Long before the world was like we know it now, there existed a Wise and Mighty Tribe of YaYas.  The yayas were a band of women, strong and beautiful, who roamed the country.  The stars in the sky loved them so much that they would dip down and allow the yayas to ride through the sky, so that they could travel from Louisiana to all around the world.      

Our mothers who raised us, were the first yayas and were most beautiful and loving.  People adored them and no one messed with the tribal yayas.  So that we could remember who we are, a great book was written about our story.  It is passed from yaya to yaya and holds our Divine Secrets.  From this book, we remember the good, the bond of true friendships and the love from beautiful souls who are family, even when they are not born into our family.  We also learned to love the inner gifts that naturally spring from being raised as a southern woman, which include charm, manners, quiet strength, and the ability to laugh at one’s self and not take things too seriously.  We remember that the meaning of life is about opening up, being in touch with our spirit and our feelings and finding the friendships of a lifetime.      

The Lady of the Moon is our guardian and her silver light reflects the goodness in us all.  She is here to teach us that the true mission of the yayas is to empower women and serve as a place to help us remember who and what we are.  We know that women are divine love, full of generosity, kindness, creativity, and wonder.  We wish to help women “remember” that these gifts are within each of us.  We share them with others, so that our inner light can come out and shine.  The Lady of the Moon, knew that so many of us had been forced to move from our birth places and so she promised to be with us always.  She also told us stories of how we would one day meet our other yaya sisters and be reunited.  We no longer live in our birth homes and we know that our town does not realize we are loyal, but, we the yayas, secretly know our history and we are loyal to our tribal sisters and the women who were there before us.      

From this we have grown and created our motto, which is to Live Well, Laugh Often, and Love Much.  We come together in appreciation of women and sisterhood and celebrate how much joy there is in this world.  We believe that in coming together, if only for a few brief moments, that the spirit of the yaya restores us, renews us, and reminds us of the wonderful women that we are and were always meant to be.  This is the true spirit of the yayas , our journey in life, of traveling to the next level, and paving the way for the deeper connection.      

“Friendship is a rainbow between two hearts…”      

What does it mean to be a yaya:      

This story speaks to the incredible power and love of women’s relationships.  I hope you enjoy this story as much as I did:      

“Young and newly married, I relaxed under a pecan tree on a hot Texas summer day drinking iced tea and getting to know my new sister-in-law, Estelle.  Not much older than I, but already the mother of three, Estelle seemed to me experienced and wise.      

‘Get yourself some girlfriends,’ she advised, clinking the ice cubes in her glass. “You are going to need girlfriends.  Go places with them; do things with them.’  What a funny piece of advice, I thought.  Hadn’t I just gotten married?  Hadn’t I just joined the couple-world?  I was a married woman, for goodness sake, not a young girl who needed girlfriends!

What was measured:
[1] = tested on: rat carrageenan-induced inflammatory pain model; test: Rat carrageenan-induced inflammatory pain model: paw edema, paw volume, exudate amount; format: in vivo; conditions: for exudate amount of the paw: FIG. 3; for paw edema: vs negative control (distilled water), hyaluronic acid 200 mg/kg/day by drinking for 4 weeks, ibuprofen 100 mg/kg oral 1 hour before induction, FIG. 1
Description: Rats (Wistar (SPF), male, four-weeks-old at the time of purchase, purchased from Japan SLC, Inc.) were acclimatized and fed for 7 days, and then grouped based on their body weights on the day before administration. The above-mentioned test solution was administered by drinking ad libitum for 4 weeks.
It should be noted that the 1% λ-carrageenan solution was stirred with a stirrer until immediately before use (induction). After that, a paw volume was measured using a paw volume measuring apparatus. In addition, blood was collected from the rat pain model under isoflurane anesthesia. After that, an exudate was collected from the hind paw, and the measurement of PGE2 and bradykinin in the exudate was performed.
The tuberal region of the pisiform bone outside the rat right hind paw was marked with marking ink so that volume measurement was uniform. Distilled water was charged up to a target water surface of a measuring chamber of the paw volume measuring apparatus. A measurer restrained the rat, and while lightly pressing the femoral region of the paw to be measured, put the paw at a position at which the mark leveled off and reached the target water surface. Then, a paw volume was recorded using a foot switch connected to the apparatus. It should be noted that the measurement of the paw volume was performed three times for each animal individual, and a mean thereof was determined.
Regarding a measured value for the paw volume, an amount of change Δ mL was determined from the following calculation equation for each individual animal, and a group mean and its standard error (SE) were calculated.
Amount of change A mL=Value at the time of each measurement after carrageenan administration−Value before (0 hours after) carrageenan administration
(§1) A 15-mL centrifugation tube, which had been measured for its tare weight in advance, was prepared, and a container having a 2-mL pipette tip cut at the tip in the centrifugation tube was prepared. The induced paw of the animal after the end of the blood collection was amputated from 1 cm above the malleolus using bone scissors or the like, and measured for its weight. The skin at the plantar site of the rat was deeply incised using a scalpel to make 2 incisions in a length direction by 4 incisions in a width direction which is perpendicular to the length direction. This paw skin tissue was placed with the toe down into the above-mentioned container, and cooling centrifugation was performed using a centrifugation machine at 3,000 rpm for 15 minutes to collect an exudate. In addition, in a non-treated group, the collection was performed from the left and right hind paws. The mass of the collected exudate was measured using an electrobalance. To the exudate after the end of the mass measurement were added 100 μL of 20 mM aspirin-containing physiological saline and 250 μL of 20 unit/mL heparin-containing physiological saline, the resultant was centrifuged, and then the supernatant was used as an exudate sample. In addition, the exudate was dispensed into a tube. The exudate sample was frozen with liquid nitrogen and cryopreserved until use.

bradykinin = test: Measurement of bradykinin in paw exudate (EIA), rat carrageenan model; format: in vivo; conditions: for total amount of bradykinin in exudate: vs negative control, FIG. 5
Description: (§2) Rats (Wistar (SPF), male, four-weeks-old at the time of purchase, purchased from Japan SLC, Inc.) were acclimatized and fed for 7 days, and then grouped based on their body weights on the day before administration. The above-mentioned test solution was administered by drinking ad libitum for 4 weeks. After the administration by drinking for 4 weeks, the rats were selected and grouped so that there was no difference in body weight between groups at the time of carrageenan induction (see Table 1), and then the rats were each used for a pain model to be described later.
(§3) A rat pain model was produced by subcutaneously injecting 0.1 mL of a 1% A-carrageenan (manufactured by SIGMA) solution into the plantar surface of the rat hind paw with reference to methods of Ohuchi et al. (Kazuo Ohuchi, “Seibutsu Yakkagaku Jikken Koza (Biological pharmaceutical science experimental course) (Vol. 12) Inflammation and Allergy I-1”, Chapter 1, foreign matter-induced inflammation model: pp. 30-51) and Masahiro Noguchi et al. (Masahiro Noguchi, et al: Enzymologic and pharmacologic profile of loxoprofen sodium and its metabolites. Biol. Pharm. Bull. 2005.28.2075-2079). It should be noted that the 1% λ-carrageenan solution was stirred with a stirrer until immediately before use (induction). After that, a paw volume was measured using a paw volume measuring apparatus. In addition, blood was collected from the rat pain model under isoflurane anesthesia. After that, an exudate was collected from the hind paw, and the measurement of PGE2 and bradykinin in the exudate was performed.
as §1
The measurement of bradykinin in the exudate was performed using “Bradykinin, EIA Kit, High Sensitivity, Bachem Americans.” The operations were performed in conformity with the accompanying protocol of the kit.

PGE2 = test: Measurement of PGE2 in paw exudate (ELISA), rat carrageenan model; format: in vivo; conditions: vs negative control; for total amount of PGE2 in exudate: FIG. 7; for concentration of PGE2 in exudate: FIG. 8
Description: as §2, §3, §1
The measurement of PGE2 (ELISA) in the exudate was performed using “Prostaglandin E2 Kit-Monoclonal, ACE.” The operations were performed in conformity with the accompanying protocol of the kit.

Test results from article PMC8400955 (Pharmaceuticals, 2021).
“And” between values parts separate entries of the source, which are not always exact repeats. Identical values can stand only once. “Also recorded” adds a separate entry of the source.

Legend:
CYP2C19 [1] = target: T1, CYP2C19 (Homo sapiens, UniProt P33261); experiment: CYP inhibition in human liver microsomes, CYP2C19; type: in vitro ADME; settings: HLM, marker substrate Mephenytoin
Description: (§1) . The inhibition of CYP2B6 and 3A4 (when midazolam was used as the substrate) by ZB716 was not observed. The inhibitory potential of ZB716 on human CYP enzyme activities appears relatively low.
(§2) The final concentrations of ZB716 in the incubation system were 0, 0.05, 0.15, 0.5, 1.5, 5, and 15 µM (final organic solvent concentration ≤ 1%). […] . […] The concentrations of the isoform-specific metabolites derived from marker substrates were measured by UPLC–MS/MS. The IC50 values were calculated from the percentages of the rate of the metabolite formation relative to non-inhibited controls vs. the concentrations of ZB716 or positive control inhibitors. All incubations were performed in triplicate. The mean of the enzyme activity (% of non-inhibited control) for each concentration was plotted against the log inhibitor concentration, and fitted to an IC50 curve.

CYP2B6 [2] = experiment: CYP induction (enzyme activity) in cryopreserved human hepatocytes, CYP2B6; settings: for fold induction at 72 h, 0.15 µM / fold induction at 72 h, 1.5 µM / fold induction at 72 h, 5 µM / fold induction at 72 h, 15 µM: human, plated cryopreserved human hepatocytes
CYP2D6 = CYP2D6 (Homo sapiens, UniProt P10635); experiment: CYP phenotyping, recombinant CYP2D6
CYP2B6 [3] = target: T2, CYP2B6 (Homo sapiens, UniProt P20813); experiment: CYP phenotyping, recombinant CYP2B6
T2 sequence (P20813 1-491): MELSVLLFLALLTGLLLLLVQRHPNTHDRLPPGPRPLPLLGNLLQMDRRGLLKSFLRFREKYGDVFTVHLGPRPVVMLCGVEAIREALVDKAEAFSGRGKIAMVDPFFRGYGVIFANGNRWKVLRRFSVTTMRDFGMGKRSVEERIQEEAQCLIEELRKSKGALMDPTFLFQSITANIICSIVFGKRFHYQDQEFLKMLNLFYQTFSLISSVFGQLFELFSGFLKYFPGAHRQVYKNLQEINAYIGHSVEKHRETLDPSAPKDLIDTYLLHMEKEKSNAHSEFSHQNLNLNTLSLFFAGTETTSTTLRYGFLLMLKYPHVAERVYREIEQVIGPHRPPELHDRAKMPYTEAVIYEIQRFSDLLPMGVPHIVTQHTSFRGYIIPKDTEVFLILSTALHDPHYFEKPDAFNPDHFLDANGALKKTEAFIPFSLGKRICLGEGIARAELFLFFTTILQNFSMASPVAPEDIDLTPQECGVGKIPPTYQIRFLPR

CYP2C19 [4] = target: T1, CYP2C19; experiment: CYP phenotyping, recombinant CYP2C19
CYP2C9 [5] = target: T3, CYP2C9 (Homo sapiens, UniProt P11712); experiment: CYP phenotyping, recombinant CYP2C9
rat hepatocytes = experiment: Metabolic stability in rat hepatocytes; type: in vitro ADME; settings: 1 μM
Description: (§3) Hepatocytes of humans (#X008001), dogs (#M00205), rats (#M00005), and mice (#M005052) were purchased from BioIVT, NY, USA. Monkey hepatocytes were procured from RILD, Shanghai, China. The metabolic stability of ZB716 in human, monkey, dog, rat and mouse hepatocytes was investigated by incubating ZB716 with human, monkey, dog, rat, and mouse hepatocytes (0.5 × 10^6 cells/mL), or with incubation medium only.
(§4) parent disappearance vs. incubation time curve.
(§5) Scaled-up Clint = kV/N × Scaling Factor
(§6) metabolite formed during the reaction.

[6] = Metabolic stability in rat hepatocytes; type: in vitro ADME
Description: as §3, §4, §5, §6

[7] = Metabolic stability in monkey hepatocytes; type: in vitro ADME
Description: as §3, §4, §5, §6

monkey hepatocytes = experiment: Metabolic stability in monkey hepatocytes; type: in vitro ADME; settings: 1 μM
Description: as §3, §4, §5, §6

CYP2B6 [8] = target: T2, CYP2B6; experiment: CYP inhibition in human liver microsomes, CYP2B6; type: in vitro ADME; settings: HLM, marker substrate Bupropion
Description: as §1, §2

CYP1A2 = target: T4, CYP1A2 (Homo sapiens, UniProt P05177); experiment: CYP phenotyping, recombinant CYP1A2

But I listened to this new sister-in-law.  I got myself some girlfriends.  As the years tumbled by, one after another, I gradually came to understand that Estelle knew what she was talking about.  I remembered that she used the word ‘girlfriends’ with emphasis.  As I went along, I discovered the subtle difference between friends and girlfriends.  You go to work with friends go to dinner with friends, go to church with friends, belong to clubs with friends.  You send friends greeting cards.  You need friends in your life; all girlfriends were once only friends.      

But girlfriends are different.  I offer this praise to girlfriends:      

  • Girlfriends don’t compete and aren’t jealous of each other
  • Girlfriends bring casseroles and scrub your bathroom when you are sick
  • Girlfriends keep your secrets sacred
  • Girlfriends give advice when you ask for it; sometimes you take it: sometimes you don’t
  • Girlfriends don’t always tell you you’re right; but they are always honest
  • Girlfriends still love you; even when they don’t agree with your choices
  • Girlfriends laugh with you and you don’t need canned jokes to start the laughter
  • Girlfriends pull you out of jams
  • Girlfriends don’t keep a mental calendar of who hosted what event last, who spent the most money, etc.
  • Girlfriends are the friends who came into your life and never left your side; they’re the one’s you call when you need a reality check, a shoulder to cry on, to celebrate your joys…and who will be there for you no matter what else they may have going on in their lives
  • Girlfriends are there for you, in an instant, and come to you genuinely when the hard times come
  • Girlfriends listen when you lose a job, a boyfriend, or husband
  • Girlfriends listen when you’re children break your heart
  • Girlfriends listen when your parent’s minds and bodies fall apart

My girlfriends bless my life.  Once we were young, with no idea of the incredible joys or the incredible sorrows that lay ahead.  Nor did we know how much we would need each other.  I want to tell all younger women to take my sister-in-laws advice!”      

Dance Like No One is Watching and Love Like You’ll Never Get Hurt!      

Time is too slow for those who wait, too swift for those who fear, too long for those who grieve, too short for those who rejoice.  But for those who love, TIME is an eternity! – Henry Van Dyke